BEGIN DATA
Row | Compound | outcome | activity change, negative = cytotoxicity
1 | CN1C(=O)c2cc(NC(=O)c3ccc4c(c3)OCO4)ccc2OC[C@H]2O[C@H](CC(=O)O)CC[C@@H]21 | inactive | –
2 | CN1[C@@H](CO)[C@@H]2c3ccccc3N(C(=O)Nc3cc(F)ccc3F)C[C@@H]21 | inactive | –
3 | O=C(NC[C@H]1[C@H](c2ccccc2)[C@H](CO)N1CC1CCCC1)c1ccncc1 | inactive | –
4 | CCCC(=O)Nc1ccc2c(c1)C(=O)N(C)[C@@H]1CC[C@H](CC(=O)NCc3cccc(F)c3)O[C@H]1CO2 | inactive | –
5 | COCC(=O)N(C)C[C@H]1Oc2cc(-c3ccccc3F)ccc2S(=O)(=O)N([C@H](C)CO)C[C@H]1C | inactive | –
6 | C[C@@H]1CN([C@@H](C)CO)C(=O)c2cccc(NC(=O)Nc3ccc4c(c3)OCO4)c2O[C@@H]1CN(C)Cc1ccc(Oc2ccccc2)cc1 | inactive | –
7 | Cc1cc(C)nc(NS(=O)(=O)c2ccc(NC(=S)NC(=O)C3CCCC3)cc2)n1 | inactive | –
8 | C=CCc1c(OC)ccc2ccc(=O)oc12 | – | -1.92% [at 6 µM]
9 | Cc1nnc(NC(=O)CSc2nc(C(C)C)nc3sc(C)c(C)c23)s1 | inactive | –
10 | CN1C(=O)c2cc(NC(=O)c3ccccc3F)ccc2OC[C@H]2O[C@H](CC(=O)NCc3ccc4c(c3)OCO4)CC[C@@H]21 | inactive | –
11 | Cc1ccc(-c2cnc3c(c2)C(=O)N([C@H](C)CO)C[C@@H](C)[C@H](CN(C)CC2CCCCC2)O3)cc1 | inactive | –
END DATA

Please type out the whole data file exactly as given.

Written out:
Row | Compound | outcome | activity change, negative = cytotoxicity
1 | CN1C(=O)c2cc(NC(=O)c3ccc4c(c3)OCO4)ccc2OC[C@H]2O[C@H](CC(=O)O)CC[C@@H]21 | inactive | –
2 | CN1[C@@H](CO)[C@@H]2c3ccccc3N(C(=O)Nc3cc(F)ccc3F)C[C@@H]21 | inactive | –
3 | O=C(NC[C@H]1[C@H](c2ccccc2)[C@H](CO)N1CC1CCCC1)c1ccncc1 | inactive | –
4 | CCCC(=O)Nc1ccc2c(c1)C(=O)N(C)[C@@H]1CC[C@H](CC(=O)NCc3cccc(F)c3)O[C@H]1CO2 | inactive | –
5 | COCC(=O)N(C)C[C@H]1Oc2cc(-c3ccccc3F)ccc2S(=O)(=O)N([C@H](C)CO)C[C@H]1C | inactive | –
6 | C[C@@H]1CN([C@@H](C)CO)C(=O)c2cccc(NC(=O)Nc3ccc4c(c3)OCO4)c2O[C@@H]1CN(C)Cc1ccc(Oc2ccccc2)cc1 | inactive | –
7 | Cc1cc(C)nc(NS(=O)(=O)c2ccc(NC(=S)NC(=O)C3CCCC3)cc2)n1 | inactive | –
8 | C=CCc1c(OC)ccc2ccc(=O)oc12 | – | -1.92% [at 6 µM]
9 | Cc1nnc(NC(=O)CSc2nc(C(C)C)nc3sc(C)c(C)c23)s1 | inactive | –
10 | CN1C(=O)c2cc(NC(=O)c3ccccc3F)ccc2OC[C@H]2O[C@H](CC(=O)NCc3ccc4c(c3)OCO4)CC[C@@H]21 | inactive | –
11 | Cc1ccc(-c2cnc3c(c2)C(=O)N([C@H](C)CO)C[C@@H](C)[C@H](CN(C)CC2CCCCC2)O3)cc1 | inactive | –